The guiding principle of The Good Doctor is summarized right there in its title. This is an ABC drama about a promising young surgeon who wants to make a positive impact and should be celebrated — and probably will be in every episode, if the pilot is any indication — for his extraordinary capacity to perform medical miracles.
In fact, less than ten minutes into the first episode, which airs tonight at 10 on ABC, Dr. Shaun Murphy (Freddie Highmore) is already performing one of those miracles, using his borderline telekinetic ability to diagnose and treat a boy suffering from a serious accidental injury in the San Jose airport. The first half of the episode, the only one ABC made available in advance, toggles between those suspenseful moments, as Shaun attempts to bring breath back into the child’s lungs, and a board meeting at St. Bonaventure Hospital, where Shaun’s mentor, Dr. Aaron Glassman (Richard Schiff), is arguing that Shaun should be brought on staff despite the fact that he is autistic. The initial portion of the hour also sprinkles in some flashbacks to Shaun’s childhood, as well as scenes involving other members of the St. Bonaventure staff, who mix business with pleasure to a degree that suggests they may have stumbled over to The Good Doctor after a stint on Grey’s Anatomy.
Every time the action cuts away from the dire situation Shaun is dealing with, all the tension in the episode gets punctured, which speaks to an overall tendency on The Good Doctor to soften every conceivable edge. There’s a lot going on here; too much, really. Like so many TV pilots, this one is auditioning for our attention and trying to cram every key character, theme, and backstory into that first tryout. It’s possible that once the show settles in, it could improve. It certainly has some factors that, at least theoretically, should work in its favor.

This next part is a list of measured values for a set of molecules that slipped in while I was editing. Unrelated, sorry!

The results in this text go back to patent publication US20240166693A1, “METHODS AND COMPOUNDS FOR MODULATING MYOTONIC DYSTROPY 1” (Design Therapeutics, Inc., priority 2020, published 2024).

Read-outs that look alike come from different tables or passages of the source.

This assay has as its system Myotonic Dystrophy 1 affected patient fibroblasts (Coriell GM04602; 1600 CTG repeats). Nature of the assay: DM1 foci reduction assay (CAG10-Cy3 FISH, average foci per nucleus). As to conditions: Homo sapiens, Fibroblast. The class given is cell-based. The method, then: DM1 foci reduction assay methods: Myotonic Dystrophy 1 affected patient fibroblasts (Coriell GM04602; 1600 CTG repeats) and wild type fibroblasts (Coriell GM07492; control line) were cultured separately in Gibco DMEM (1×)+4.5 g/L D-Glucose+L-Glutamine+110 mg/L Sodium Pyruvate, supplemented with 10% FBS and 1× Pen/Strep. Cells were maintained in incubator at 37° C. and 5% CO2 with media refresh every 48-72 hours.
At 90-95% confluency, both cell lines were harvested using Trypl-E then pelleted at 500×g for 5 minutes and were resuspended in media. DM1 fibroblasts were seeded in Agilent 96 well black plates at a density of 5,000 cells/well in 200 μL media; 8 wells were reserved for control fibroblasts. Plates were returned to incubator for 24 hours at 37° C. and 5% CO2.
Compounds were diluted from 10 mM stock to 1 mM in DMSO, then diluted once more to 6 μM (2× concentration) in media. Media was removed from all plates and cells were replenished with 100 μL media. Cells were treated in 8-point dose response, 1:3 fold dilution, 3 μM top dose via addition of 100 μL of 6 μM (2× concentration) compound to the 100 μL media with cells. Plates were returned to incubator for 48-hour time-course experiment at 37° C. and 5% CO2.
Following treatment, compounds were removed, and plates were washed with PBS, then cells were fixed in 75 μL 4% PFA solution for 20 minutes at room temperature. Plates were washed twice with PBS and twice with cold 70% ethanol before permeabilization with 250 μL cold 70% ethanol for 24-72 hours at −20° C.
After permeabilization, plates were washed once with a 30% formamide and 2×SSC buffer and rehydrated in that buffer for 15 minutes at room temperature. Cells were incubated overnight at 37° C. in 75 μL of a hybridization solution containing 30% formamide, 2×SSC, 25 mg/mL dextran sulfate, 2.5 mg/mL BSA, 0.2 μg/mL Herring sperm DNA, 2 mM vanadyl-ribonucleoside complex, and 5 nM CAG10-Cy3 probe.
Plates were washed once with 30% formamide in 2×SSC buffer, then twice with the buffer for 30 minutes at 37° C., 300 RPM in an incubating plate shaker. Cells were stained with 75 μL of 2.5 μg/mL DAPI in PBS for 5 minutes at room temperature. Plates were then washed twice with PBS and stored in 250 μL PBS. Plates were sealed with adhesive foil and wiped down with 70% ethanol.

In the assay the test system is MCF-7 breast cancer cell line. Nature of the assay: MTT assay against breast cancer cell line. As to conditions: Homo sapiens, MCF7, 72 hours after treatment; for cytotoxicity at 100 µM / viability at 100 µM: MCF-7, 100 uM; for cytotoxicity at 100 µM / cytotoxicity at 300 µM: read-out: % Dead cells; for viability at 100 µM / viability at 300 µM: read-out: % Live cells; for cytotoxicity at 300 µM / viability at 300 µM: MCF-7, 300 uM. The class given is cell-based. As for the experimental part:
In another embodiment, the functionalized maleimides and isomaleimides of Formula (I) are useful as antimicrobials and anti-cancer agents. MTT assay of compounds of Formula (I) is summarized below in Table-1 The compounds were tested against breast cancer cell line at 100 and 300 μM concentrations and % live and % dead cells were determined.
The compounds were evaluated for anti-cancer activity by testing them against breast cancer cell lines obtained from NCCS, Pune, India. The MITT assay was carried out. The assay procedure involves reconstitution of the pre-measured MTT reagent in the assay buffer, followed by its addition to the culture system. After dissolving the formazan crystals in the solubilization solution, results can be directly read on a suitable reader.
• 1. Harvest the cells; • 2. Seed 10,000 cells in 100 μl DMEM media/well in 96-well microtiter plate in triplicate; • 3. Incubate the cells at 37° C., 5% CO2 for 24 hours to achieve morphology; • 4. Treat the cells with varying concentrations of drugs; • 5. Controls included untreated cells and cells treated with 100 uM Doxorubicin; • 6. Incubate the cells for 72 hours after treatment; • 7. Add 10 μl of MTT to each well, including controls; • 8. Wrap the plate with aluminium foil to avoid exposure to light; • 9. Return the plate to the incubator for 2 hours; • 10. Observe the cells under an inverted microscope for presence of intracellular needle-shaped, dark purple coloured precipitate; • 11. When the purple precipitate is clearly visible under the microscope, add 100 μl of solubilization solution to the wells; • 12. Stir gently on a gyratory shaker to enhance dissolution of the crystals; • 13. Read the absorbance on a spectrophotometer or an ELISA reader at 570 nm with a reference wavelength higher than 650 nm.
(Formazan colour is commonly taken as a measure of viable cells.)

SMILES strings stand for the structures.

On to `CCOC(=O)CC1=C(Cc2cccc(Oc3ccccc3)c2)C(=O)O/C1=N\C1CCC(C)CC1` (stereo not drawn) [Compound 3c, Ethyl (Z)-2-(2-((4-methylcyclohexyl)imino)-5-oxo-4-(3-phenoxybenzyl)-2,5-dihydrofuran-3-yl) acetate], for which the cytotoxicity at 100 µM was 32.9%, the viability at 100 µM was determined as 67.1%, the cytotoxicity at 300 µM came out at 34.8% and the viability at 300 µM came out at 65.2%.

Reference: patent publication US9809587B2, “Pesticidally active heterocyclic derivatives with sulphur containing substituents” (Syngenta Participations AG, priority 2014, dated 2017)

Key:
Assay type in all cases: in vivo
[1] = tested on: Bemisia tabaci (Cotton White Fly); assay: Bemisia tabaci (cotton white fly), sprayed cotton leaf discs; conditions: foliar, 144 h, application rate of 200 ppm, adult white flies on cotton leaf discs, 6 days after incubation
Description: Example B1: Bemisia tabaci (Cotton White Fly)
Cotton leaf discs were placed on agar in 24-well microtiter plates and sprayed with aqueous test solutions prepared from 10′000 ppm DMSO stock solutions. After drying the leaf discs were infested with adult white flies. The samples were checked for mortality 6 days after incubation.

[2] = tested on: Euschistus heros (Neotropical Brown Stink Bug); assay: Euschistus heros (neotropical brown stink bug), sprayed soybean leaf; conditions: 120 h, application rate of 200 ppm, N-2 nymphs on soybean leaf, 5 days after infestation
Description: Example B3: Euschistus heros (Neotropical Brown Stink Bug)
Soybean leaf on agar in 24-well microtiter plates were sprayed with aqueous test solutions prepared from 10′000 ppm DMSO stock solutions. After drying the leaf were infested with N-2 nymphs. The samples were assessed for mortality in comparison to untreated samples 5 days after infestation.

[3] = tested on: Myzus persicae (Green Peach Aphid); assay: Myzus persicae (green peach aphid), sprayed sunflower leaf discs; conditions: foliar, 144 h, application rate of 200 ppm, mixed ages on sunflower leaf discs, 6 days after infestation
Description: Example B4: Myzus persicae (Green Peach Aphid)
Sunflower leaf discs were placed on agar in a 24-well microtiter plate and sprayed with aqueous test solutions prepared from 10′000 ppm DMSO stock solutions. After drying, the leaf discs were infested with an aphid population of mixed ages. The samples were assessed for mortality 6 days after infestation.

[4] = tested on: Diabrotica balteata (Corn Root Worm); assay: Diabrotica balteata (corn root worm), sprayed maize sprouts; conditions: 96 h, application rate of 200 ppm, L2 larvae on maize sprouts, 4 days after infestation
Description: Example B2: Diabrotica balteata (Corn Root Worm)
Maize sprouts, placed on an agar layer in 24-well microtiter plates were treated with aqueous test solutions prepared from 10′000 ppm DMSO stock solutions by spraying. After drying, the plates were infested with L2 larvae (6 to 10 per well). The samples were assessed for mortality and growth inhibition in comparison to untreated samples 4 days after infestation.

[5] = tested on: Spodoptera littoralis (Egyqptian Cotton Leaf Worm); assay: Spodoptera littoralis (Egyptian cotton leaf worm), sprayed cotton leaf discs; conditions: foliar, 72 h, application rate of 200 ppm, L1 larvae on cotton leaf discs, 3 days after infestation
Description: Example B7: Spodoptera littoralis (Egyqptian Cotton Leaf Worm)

The Good Doctor comes from executive producer and writer David Shore, who created Fox’s House, a medical drama centered around a lead character who was nothing but edges. Its two leads, Highmore and Schiff, are both excellent and manage to make some very heavy-handed dialogue sound less didactic than it otherwise might. (“He sees things and analyzes things in ways that are just remarkable, in ways that we can’t even begin to understand,” Schiff says of Shaun. This is not the last time the actor will remind us that The West Wing provided excellent training for grounding overly earnest moments.) Seth Gordon — executive producer and a director of Netflix’s Atypical, another recent series about an autistic protagonist — directed The Good Doctor’s pilot, which is why some of the visual cues that convey autistic sensory overload may feel a tad familiar.
The Good Doctor is one of multiple new or recent shows centered around young men on the spectrum. In addition to Atypical, the best of the lot so far, there is also Young Sheldon, the Big Bang Theory prequel that, like The Good Doctor, emphasizes the magnificence of its young hero’s mind but, unlike The Good Doctor and in keeping with Big Bang’s approach, never outright discusses his condition.
The ABC series, like Dr. Glassman, is very open about Shaun’s autism and the fact that he has savant syndrome. But it’s mostly on a mission to prove that he is capable of doing extraordinary things, able to express compassion, and, most important from the show’s perspective, deserving of the audience’s empathy. Basically, Shaun is a superhero, right down to the X-ray vision and the extremely tragic childhood that made him realize he had a calling to help others in need.
There is nothing wrong at all with making a show about an autistic character that emphasizes his skills and talents, but, as with any lead on any drama, he should also have what every person has: some flaws. While The Good Doctor doesn’t shy away from presenting Shaun’s difficulties with communication and social norms, it tends to spin those qualities into a positive. When he says things in an overly blunt fashion — like telling a superior that he is very arrogant, then asking, “Does that make you a better surgeon? Does that hurt you as a person?” — it frames this as honest, laudable truth-telling rather than an ill-advised comment.
Shaun exists not only to make patients better, but, apparently, to make everyone around him a better person. There’s not a lot of nuance in that. Hopefully The Good Doctor will find some more of it in the episodes ahead. If it doesn’t, all the over-the-top sentimentality is going to make viewers feel sick pretty quickly.